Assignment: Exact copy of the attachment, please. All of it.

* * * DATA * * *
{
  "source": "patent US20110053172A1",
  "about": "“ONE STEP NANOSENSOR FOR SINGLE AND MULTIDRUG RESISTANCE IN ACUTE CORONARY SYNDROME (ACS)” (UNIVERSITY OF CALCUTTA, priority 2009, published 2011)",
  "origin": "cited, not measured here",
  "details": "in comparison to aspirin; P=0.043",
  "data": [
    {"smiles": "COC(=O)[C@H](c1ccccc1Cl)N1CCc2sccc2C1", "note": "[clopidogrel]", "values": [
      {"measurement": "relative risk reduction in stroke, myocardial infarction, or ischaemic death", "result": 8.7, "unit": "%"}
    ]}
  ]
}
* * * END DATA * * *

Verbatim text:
{
  "source": "patent US20110053172A1",
  "about": "“ONE STEP NANOSENSOR FOR SINGLE AND MULTIDRUG RESISTANCE IN ACUTE CORONARY SYNDROME (ACS)” (UNIVERSITY OF CALCUTTA, priority 2009, published 2011)",
  "origin": "cited, not measured here",
  "details": "in comparison to aspirin; P=0.043",
  "data": [
    {"smiles": "COC(=O)[C@H](c1ccccc1Cl)N1CCc2sccc2C1", "note": "[clopidogrel]", "values": [
      {"measurement": "relative risk reduction in stroke, myocardial infarction, or ischaemic death", "result": 8.7, "unit": "%"}
    ]}
  ]
}